CSS Basics #3: Position, Overflow and Alignment

    In this article, we are going to focus on how to define the position of an HTML element using CSS.

    Boxes

    Everything in CSS can be seen as a “box”, and understanding these boxes enables us to create a layout for our web page. In general, the box has three components, border, margin and padding. The border can be seen as the box itself, the margin is the space around the box, and the padding is the space between the box and its content

    Let’s take a look at some examples.

    Border

    <body>
        <div class="box1">
            <p>...</p>
        </div>
    
        <div class="box2">
            <p>...</p>
        </div>
    </body>
    
    .box1 {
        border-style: double;
    }
    
    .box2 {
        border-style: dashed;
    }
    

    There are several other border properties that we can use here. For example, border-width can be used to define the thickness of the border and border-color can define the colour of the border. Please note that these border properties will not have any effect unless the border-style property is set.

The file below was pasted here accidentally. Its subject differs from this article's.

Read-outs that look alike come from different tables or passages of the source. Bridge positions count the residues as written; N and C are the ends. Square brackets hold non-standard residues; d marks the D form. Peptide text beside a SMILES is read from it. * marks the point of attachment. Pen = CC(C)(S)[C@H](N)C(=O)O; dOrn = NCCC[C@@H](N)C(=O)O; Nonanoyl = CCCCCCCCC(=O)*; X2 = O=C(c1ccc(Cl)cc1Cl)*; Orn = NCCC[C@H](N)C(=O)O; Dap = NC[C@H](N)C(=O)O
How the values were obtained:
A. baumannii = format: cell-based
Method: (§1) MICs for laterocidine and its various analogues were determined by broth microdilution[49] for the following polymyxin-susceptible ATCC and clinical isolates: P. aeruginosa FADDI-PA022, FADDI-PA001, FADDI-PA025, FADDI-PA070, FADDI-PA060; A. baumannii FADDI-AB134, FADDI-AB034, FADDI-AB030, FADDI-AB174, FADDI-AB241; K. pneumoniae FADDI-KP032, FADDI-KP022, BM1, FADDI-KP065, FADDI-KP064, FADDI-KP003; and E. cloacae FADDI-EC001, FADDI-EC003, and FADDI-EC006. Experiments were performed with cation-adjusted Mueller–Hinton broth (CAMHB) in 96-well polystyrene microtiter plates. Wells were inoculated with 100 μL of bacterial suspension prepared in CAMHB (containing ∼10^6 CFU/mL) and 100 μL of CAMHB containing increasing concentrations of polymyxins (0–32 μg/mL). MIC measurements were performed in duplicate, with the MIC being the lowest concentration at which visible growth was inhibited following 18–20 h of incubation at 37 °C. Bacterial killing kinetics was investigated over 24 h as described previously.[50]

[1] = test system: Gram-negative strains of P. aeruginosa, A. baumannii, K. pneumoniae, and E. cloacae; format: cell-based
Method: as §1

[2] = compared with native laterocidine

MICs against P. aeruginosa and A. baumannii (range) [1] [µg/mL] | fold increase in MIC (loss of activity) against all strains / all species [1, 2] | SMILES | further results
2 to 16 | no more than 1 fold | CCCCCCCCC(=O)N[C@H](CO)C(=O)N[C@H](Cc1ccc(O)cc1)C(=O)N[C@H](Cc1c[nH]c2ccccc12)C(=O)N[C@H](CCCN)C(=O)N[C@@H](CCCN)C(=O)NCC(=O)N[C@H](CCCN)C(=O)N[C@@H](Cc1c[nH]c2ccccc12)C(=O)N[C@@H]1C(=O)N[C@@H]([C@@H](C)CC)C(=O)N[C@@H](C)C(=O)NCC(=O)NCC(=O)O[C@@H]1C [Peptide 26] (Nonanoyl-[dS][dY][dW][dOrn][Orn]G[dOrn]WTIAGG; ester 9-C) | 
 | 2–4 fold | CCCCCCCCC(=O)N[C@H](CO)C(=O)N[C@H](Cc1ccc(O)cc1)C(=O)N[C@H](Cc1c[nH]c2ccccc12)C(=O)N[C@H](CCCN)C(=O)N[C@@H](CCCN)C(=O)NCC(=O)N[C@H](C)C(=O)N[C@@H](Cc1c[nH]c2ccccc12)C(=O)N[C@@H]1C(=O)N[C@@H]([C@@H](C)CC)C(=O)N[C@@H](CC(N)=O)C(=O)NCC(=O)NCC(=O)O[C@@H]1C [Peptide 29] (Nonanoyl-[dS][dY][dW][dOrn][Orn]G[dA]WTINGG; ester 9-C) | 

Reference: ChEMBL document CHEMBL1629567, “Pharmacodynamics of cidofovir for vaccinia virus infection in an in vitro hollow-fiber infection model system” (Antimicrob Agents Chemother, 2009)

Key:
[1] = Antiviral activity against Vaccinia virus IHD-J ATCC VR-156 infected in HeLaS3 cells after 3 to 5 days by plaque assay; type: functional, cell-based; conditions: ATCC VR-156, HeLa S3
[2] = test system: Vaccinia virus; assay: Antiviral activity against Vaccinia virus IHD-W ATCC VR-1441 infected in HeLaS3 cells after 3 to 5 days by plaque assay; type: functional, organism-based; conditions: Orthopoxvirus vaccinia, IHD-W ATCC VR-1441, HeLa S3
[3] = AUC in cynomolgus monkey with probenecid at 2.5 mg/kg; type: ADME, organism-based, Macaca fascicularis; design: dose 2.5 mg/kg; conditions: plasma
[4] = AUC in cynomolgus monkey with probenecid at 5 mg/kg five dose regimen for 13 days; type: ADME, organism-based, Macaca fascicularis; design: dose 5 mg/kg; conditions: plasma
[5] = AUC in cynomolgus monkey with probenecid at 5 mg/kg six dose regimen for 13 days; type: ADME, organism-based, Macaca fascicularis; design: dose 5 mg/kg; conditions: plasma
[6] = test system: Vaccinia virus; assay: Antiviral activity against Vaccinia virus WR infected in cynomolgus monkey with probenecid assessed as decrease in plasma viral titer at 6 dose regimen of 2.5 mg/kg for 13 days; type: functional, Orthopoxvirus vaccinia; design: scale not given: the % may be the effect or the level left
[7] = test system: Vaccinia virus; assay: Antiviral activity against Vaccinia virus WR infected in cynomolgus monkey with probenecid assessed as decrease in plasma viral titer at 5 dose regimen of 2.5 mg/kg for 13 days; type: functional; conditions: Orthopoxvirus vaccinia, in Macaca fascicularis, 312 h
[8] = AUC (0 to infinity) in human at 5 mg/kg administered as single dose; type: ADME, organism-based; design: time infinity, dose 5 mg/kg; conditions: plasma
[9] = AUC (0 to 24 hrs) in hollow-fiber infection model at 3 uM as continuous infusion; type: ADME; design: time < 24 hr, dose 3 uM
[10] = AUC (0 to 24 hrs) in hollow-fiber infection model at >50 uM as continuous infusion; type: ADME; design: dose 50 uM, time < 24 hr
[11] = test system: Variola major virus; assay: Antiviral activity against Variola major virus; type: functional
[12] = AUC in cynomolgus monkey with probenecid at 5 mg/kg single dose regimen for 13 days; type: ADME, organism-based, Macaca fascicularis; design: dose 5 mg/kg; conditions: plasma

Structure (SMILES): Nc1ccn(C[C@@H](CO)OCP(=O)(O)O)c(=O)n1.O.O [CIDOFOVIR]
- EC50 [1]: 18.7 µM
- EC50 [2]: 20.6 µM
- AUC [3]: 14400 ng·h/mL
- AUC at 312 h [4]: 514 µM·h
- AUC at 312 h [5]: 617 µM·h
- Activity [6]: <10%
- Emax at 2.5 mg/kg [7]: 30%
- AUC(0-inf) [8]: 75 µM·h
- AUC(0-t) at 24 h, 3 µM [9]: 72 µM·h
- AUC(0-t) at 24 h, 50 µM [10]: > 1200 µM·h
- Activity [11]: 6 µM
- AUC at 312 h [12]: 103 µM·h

Margin

    .box1 {
        border-style: double;
        margin: 10px;
    }
    
    .box2 {
        border-style: dashed;
        margin: 20px;
    }
    

    Padding

    .box1 {
        border-style: double;
        margin: 10px;
        padding: 20px;
    }
    
    .box2 {
        border-style: dashed;
        margin: 20px;
        padding: 40px;
    }
    

    As you probably already noticed, after we added padding to the box, the vertical space between the box and the content is bigger than the horizontal space. That is because all the inline blocks/boxes, in this case, the <p> element, has a default vertical margin even if you did not define it.

    Positions

    The position property specifies the type of positioning method used for an element.

    There are five different position methods:

    • static
    • relative
    • fixed
    • absolute
    • sticky

    Elements are then positioned using the top, bottom, left, and right properties. However, these properties will not work unless the position method is set first. They also work differently depending on the position value.

    The static method is the default option and the element with the static method is not positioned in any special way.

    The relative method positions an element relative to its normal (static) position, meaning you can add top, bottom, left, and right properties to adjust its position.